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Telematics for insurance: Analytic insight is a many-splendored Internet of Things

Senior Managing Consultant, IBM

In a recent post, I asked if a vehicle telematics use case was overstated. From the tone and substance of the blog it appeared that I was driving at a definitive “yes”—but then I changed direction and suggested that it was not overstated but missing input.

To be clear, the use case I was questioning is where vehicle telematics and insurance analytics, by virtue of an installed dongle or smartphone app used to capture driving behaviors, can actually become predictive of loss. My answer is supported by a number of recent articles (such as Celent, LexisNexis and so on) that say no (or at least, not yet).

So, here’s what I mean.

I think the industry has gotten lost in the blinding light of all the new data that is suddenly available. Vehicle telematics is no exception. With telematics for insurance, the goal of underwriting an auto policy based on each driver’s behavior appears to be within the industry’s grasp. But not so fast. Sure, the data being captured provides new views and delivers more expediency in volume compared to previous industry capacities. But is it enough? Is it accurate? What don’t we know?

http://www.ibmbigdatahub.com/sites/default/files/analyticinsight_blog.jpgIn my earlier blog I offered this explanation:

“This improvement in the technology, using data from a telematics sensing device is thought to provide significant insight into a driver’s behavior. But wait, if that were true, why haven’t insurance companies leveraged this data to create more accurate pricing plans? There are a couple of issues:

  • The industry determines their pricing by driver. In a multiple driver family, telematics cannot determine who is driving (yet).
  • The driver, whoever they may be, can simply unplug the dongle or turn off the ‘app’ in order to suppress the data collected. Essentially, posting incomplete data.
  • While some of the context around driving behavior can be analyzed to form insight, not all of it can be captured. It is that contextual data that offers the greatest opportunity to understand the behavior of the driver.”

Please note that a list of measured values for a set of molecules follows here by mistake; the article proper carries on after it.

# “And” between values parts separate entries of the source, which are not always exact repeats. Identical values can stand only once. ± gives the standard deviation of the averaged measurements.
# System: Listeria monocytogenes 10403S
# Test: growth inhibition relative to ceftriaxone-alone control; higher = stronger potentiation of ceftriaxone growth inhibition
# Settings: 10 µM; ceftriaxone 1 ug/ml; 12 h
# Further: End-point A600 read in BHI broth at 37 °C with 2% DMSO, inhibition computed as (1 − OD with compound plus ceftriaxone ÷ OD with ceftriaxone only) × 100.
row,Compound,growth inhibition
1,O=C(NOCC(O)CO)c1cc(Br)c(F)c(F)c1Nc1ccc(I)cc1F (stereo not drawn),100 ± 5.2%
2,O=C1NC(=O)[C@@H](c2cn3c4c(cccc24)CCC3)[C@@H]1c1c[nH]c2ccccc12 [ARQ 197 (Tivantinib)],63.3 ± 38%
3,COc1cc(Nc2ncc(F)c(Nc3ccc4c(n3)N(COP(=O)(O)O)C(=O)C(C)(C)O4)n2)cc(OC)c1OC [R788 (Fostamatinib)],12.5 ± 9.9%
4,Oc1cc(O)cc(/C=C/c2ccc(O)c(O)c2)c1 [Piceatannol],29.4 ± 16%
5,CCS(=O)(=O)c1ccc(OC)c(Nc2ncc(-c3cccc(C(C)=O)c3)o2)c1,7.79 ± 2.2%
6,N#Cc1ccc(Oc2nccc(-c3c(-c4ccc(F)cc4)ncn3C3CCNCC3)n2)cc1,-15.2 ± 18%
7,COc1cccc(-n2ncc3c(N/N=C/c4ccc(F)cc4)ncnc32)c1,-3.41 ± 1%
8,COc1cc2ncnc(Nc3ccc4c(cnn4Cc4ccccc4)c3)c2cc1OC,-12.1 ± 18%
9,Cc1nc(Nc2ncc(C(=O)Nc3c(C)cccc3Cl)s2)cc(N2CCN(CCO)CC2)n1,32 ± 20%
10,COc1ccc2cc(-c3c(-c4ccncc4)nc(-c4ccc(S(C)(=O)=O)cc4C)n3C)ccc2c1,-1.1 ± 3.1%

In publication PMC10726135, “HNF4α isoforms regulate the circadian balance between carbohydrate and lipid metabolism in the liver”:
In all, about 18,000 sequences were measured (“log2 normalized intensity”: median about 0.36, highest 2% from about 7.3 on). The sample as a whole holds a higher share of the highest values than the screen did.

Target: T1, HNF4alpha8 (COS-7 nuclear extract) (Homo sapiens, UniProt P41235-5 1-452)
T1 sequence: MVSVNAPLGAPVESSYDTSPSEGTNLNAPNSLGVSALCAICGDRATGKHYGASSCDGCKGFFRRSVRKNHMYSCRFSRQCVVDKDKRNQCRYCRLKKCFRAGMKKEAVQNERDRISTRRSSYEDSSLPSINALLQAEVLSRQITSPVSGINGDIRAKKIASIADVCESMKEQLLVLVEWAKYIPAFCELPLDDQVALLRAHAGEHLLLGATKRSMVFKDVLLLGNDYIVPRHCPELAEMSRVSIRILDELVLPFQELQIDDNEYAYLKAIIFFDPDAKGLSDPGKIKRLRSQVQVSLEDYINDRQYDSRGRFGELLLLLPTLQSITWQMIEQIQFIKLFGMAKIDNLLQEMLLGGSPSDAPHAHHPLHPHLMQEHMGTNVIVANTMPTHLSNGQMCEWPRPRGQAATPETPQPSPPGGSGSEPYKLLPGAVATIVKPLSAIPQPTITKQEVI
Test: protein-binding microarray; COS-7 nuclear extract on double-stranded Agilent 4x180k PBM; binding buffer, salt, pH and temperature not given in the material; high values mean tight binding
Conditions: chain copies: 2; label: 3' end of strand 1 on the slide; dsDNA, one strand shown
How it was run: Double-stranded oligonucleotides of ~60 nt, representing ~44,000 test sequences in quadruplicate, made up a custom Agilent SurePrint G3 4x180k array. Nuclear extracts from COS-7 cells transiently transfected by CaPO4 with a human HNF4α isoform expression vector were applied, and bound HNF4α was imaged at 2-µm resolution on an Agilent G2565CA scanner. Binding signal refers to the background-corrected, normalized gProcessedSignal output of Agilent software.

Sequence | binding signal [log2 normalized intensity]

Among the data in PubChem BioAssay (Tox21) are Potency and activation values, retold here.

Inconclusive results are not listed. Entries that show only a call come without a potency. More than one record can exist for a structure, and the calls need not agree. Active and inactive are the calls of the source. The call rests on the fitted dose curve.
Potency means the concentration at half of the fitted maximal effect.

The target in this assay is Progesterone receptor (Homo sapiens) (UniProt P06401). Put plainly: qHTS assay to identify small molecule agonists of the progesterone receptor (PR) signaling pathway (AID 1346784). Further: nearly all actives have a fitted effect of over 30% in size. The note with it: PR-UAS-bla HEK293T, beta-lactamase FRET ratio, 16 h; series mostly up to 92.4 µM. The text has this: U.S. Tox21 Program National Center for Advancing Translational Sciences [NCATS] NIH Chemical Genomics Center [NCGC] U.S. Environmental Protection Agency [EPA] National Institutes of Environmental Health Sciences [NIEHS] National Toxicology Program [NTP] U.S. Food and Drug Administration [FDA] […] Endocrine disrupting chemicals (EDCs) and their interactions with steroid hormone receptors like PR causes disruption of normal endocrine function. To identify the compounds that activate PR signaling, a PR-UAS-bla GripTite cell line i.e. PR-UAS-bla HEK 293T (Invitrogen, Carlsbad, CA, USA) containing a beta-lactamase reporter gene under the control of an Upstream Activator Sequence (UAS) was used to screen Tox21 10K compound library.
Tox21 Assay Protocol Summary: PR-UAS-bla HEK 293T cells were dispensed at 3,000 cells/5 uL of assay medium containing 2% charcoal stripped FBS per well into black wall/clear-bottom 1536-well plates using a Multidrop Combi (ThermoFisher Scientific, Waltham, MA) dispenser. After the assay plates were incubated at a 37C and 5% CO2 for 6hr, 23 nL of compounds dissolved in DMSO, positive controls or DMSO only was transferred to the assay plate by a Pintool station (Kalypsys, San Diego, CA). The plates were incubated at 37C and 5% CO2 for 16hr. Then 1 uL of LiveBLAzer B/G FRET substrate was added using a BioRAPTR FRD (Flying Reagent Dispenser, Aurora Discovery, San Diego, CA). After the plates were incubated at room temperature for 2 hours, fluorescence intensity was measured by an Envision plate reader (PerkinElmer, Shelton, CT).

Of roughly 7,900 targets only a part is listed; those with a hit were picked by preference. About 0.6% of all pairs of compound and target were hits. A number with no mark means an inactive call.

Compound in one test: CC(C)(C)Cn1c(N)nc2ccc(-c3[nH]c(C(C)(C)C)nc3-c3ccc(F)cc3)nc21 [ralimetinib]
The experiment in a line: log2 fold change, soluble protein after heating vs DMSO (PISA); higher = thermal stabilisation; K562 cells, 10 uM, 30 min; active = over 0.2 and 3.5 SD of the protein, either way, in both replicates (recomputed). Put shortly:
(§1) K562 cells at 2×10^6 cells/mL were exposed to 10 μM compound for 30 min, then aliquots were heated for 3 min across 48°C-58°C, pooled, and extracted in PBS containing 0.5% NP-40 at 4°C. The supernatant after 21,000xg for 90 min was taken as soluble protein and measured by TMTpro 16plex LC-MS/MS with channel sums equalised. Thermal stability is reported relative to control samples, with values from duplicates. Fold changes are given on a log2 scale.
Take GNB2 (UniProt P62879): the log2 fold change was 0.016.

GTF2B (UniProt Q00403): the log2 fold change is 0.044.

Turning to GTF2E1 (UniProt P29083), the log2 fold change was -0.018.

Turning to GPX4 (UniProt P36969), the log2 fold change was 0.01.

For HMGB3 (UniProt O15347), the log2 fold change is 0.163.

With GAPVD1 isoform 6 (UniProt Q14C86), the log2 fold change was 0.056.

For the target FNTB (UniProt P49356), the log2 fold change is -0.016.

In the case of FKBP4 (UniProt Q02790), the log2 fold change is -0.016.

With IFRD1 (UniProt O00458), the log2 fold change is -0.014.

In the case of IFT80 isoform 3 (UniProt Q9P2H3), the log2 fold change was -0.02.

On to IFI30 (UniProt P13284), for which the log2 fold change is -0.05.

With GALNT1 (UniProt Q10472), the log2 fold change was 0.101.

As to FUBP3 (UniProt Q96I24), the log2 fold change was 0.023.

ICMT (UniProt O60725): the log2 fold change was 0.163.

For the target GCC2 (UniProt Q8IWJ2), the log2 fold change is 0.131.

I came across a September 2015 Fortune magazine article that was calling out some of the new capabilities out there. Many are pretty cool and the insurance industry is paying attention. Here is an overview of a few developments on the horizon:

  • High Mobility: A German firm that may answer the question “who is driving”
  • Trilumina: Development of semiconductor lasers that “see” as part of the self-driving car
  • Driversiti: An app in your phone learns driving behavior and alerts you if there is a change in performance, such as sloppy steering (distracted, sleepy, impaired)
  • Sober Steering: A touch-based sensor that can determine blood alcohol level

My favorite, however, is Nebula Systems—a cloud-based platform that claims to aggregate all the sensor data that cars generate today, which I believe offers a greater level of context from the data and therefore, more meaningful insight. And that is the point of this blog entry. The Internet of Things (IoT) is providing us with more data than ever before, but to make better sense of it—that is, to get to those crisp insights and useful applications where the industry can find value—requires multiple “things” from the Internet of Things.

My next blog will discuss a creative integration of multiple IoT sources and show how this is turning heads in the P&C industry, because analytics insight is a many-splendored Internet of Things. Learn more about the different use cases for insurance business intelligence via telematics, data and analytics, and request a complementary workshop tailored for your business.